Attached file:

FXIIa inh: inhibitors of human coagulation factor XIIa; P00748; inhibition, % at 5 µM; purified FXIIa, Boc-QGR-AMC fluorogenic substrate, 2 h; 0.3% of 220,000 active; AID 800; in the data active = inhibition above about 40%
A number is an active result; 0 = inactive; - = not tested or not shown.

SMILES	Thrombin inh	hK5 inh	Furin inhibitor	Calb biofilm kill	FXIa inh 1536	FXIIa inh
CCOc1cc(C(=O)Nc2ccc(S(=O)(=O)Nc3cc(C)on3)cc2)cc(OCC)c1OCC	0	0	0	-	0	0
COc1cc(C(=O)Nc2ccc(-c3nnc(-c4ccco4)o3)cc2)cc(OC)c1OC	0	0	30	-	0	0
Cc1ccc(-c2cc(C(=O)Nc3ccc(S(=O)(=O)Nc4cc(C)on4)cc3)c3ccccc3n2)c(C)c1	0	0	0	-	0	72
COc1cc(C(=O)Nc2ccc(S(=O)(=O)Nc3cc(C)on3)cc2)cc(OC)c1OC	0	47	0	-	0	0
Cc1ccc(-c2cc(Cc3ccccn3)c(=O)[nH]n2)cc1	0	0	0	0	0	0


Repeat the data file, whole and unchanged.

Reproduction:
FXIIa inh: inhibitors of human coagulation factor XIIa; P00748; inhibition, % at 5 µM; purified FXIIa, Boc-QGR-AMC fluorogenic substrate, 2 h; 0.3% of 220,000 active; AID 800; in the data active = inhibition above about 40%
A number is an active result; 0 = inactive; - = not tested or not shown.

SMILES	Thrombin inh	hK5 inh	Furin inhibitor	Calb biofilm kill	FXIa inh 1536	FXIIa inh
CCOc1cc(C(=O)Nc2ccc(S(=O)(=O)Nc3cc(C)on3)cc2)cc(OCC)c1OCC	0	0	0	-	0	0
COc1cc(C(=O)Nc2ccc(-c3nnc(-c4ccco4)o3)cc2)cc(OC)c1OC	0	0	30	-	0	0
Cc1ccc(-c2cc(C(=O)Nc3ccc(S(=O)(=O)Nc4cc(C)on4)cc3)c3ccccc3n2)c(C)c1	0	0	0	-	0	72
COc1cc(C(=O)Nc2ccc(S(=O)(=O)Nc3cc(C)on3)cc2)cc(OC)c1OC	0	47	0	-	0	0
Cc1ccc(-c2cc(Cc3ccccn3)c(=O)[nH]n2)cc1	0	0	0	0	0	0